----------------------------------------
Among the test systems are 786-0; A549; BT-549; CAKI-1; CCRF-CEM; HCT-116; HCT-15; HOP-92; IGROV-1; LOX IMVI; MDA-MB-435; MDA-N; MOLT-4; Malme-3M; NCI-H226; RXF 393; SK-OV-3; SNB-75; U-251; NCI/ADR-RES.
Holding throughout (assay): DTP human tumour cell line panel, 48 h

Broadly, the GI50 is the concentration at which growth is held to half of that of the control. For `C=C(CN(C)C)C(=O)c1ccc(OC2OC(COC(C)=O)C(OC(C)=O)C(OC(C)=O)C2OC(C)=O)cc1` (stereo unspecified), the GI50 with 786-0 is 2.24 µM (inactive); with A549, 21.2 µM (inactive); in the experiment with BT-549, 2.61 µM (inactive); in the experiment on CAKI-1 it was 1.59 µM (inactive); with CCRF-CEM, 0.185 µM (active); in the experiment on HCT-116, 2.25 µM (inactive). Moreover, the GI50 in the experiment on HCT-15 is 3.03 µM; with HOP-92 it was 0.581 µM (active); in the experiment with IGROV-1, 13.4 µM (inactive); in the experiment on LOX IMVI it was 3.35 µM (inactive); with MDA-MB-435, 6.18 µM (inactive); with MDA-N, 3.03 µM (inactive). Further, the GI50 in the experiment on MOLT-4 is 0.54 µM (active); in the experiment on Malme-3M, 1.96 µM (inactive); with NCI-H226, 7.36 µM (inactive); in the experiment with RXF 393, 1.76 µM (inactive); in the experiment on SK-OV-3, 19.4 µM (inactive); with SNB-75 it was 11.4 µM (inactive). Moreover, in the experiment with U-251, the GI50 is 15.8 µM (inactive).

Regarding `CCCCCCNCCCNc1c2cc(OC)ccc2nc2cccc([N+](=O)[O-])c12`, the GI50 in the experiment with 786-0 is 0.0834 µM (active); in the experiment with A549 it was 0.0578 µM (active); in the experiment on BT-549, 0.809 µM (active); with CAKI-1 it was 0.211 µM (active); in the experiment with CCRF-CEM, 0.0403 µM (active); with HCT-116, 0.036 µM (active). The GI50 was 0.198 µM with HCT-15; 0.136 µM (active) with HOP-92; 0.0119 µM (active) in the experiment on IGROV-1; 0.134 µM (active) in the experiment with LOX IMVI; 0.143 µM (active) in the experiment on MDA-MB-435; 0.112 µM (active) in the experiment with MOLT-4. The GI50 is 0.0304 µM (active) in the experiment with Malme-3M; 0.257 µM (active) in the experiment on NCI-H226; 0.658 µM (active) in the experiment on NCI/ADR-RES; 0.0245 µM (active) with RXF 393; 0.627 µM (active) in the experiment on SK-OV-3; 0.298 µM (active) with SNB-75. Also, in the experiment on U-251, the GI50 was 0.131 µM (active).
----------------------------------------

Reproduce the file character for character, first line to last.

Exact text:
Among the test systems are 786-0; A549; BT-549; CAKI-1; CCRF-CEM; HCT-116; HCT-15; HOP-92; IGROV-1; LOX IMVI; MDA-MB-435; MDA-N; MOLT-4; Malme-3M; NCI-H226; RXF 393; SK-OV-3; SNB-75; U-251; NCI/ADR-RES.
Holding throughout (assay): DTP human tumour cell line panel, 48 h

Broadly, the GI50 is the concentration at which growth is held to half of that of the control. For `C=C(CN(C)C)C(=O)c1ccc(OC2OC(COC(C)=O)C(OC(C)=O)C(OC(C)=O)C2OC(C)=O)cc1` (stereo unspecified), the GI50 with 786-0 is 2.24 µM (inactive); with A549, 21.2 µM (inactive); in the experiment with BT-549, 2.61 µM (inactive); in the experiment on CAKI-1 it was 1.59 µM (inactive); with CCRF-CEM, 0.185 µM (active); in the experiment on HCT-116, 2.25 µM (inactive). Moreover, the GI50 in the experiment on HCT-15 is 3.03 µM; with HOP-92 it was 0.581 µM (active); in the experiment with IGROV-1, 13.4 µM (inactive); in the experiment on LOX IMVI it was 3.35 µM (inactive); with MDA-MB-435, 6.18 µM (inactive); with MDA-N, 3.03 µM (inactive). Further, the GI50 in the experiment on MOLT-4 is 0.54 µM (active); in the experiment on Malme-3M, 1.96 µM (inactive); with NCI-H226, 7.36 µM (inactive); in the experiment with RXF 393, 1.76 µM (inactive); in the experiment on SK-OV-3, 19.4 µM (inactive); with SNB-75 it was 11.4 µM (inactive). Moreover, in the experiment with U-251, the GI50 is 15.8 µM (inactive).

Regarding `CCCCCCNCCCNc1c2cc(OC)ccc2nc2cccc([N+](=O)[O-])c12`, the GI50 in the experiment with 786-0 is 0.0834 µM (active); in the experiment with A549 it was 0.0578 µM (active); in the experiment on BT-549, 0.809 µM (active); with CAKI-1 it was 0.211 µM (active); in the experiment with CCRF-CEM, 0.0403 µM (active); with HCT-116, 0.036 µM (active). The GI50 was 0.198 µM with HCT-15; 0.136 µM (active) with HOP-92; 0.0119 µM (active) in the experiment on IGROV-1; 0.134 µM (active) in the experiment with LOX IMVI; 0.143 µM (active) in the experiment on MDA-MB-435; 0.112 µM (active) in the experiment with MOLT-4. The GI50 is 0.0304 µM (active) in the experiment with Malme-3M; 0.257 µM (active) in the experiment on NCI-H226; 0.658 µM (active) in the experiment on NCI/ADR-RES; 0.0245 µM (active) with RXF 393; 0.627 µM (active) in the experiment on SK-OV-3; 0.298 µM (active) with SNB-75. Also, in the experiment on U-251, the GI50 was 0.131 µM (active).